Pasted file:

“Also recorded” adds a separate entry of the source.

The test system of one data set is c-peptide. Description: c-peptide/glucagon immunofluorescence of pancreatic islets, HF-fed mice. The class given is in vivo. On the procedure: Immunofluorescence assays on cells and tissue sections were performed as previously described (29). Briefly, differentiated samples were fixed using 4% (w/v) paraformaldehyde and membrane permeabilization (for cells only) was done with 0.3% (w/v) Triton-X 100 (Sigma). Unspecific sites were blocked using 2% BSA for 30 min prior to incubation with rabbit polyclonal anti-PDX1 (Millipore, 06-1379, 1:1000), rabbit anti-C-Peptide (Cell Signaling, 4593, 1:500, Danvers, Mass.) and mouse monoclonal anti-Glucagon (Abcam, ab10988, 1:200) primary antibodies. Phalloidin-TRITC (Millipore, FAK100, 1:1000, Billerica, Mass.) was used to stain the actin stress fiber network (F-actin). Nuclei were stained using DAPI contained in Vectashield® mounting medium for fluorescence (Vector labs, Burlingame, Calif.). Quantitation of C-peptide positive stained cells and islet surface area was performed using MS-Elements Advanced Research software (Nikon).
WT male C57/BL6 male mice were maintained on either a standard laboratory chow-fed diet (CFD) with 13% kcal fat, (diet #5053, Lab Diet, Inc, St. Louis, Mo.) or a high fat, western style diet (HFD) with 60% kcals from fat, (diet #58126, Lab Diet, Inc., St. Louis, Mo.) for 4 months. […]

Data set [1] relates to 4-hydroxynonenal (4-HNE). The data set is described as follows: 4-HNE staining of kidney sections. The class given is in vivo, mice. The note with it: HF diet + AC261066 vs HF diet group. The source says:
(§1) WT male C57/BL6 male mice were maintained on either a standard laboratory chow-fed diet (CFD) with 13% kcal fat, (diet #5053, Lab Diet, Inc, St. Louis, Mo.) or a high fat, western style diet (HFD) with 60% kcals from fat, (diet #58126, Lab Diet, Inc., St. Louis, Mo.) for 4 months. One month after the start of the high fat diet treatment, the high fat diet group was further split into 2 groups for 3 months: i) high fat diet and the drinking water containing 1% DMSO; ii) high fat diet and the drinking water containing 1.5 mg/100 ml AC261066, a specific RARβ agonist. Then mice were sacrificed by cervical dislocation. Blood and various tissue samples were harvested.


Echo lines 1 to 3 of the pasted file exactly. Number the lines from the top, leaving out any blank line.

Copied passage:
“Also recorded” adds a separate entry of the source.

The test system of one data set is c-peptide. Description: c-peptide/glucagon immunofluorescence of pancreatic islets, HF-fed mice. The class given is in vivo. On the procedure: Immunofluorescence assays on cells and tissue sections were performed as previously described (29). Briefly, differentiated samples were fixed using 4% (w/v) paraformaldehyde and membrane permeabilization (for cells only) was done with 0.3% (w/v) Triton-X 100 (Sigma). Unspecific sites were blocked using 2% BSA for 30 min prior to incubation with rabbit polyclonal anti-PDX1 (Millipore, 06-1379, 1:1000), rabbit anti-C-Peptide (Cell Signaling, 4593, 1:500, Danvers, Mass.) and mouse monoclonal anti-Glucagon (Abcam, ab10988, 1:200) primary antibodies. Phalloidin-TRITC (Millipore, FAK100, 1:1000, Billerica, Mass.) was used to stain the actin stress fiber network (F-actin). Nuclei were stained using DAPI contained in Vectashield® mounting medium for fluorescence (Vector labs, Burlingame, Calif.). Quantitation of C-peptide positive stained cells and islet surface area was performed using MS-Elements Advanced Research software (Nikon).
WT male C57/BL6 male mice were maintained on either a standard laboratory chow-fed diet (CFD) with 13% kcal fat, (diet #5053, Lab Diet, Inc, St. Louis, Mo.) or a high fat, western style diet (HFD) with 60% kcals from fat, (diet #58126, Lab Diet, Inc., St. Louis, Mo.) for 4 months. […]